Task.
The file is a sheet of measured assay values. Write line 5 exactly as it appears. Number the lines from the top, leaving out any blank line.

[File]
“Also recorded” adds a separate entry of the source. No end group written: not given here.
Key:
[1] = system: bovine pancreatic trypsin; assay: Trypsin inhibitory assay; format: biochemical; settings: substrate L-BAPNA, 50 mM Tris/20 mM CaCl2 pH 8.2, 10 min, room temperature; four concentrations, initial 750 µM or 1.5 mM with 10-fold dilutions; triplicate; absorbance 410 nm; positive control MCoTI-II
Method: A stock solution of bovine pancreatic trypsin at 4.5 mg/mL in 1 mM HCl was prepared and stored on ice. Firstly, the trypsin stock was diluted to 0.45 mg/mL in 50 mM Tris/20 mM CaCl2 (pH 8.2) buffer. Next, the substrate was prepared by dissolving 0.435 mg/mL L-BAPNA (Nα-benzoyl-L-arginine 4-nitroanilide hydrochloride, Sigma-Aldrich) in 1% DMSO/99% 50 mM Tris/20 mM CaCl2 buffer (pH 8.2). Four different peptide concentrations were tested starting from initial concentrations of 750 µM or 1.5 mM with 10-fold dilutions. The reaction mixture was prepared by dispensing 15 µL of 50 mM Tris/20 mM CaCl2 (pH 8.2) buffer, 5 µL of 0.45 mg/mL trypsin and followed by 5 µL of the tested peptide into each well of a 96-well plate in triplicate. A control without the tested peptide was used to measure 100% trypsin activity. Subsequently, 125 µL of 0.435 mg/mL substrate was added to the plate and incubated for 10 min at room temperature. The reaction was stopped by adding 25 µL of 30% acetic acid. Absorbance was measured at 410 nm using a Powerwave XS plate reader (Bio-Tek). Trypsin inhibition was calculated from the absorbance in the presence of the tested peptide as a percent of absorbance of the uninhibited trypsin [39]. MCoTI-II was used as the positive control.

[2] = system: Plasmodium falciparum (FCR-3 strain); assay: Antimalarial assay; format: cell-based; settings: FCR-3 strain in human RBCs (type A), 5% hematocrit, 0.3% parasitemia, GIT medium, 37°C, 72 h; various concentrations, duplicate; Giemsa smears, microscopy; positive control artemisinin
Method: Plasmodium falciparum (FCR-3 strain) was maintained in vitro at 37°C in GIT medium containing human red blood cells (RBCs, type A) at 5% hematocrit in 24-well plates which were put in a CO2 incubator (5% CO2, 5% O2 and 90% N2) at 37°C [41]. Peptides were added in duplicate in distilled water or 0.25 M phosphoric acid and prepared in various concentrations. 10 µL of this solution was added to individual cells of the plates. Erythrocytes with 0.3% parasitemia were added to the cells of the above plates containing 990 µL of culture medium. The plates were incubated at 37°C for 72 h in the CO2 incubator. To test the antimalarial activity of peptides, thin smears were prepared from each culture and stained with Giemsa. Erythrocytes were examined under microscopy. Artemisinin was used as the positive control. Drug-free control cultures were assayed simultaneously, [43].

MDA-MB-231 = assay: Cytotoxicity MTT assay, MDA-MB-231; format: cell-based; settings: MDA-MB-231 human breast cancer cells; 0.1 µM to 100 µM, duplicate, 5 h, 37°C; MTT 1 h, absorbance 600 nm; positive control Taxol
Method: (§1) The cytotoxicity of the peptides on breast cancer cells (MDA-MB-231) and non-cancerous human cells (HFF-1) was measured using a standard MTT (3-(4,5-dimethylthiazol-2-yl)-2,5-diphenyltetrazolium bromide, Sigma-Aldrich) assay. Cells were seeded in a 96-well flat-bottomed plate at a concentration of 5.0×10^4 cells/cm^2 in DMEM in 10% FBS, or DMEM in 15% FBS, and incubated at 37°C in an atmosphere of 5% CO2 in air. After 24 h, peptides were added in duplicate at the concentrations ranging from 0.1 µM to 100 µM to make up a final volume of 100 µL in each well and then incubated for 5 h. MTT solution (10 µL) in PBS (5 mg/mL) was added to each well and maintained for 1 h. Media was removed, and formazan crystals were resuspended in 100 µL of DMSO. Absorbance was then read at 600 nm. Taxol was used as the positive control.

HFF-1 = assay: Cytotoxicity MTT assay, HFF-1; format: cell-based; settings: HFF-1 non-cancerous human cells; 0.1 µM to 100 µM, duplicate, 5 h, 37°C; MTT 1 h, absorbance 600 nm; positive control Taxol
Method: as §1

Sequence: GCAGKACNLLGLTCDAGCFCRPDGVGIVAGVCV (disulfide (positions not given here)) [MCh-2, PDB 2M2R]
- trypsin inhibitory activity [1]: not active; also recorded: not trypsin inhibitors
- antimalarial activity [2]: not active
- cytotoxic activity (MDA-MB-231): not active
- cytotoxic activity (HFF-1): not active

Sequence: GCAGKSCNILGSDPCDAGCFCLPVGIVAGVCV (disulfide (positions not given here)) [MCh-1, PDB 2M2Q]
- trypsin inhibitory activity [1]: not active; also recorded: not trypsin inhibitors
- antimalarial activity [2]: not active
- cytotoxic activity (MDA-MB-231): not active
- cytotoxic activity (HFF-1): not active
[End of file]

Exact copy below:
[2] = system: Plasmodium falciparum (FCR-3 strain); assay: Antimalarial assay; format: cell-based; settings: FCR-3 strain in human RBCs (type A), 5% hematocrit, 0.3% parasitemia, GIT medium, 37°C, 72 h; various concentrations, duplicate; Giemsa smears, microscopy; positive control artemisinin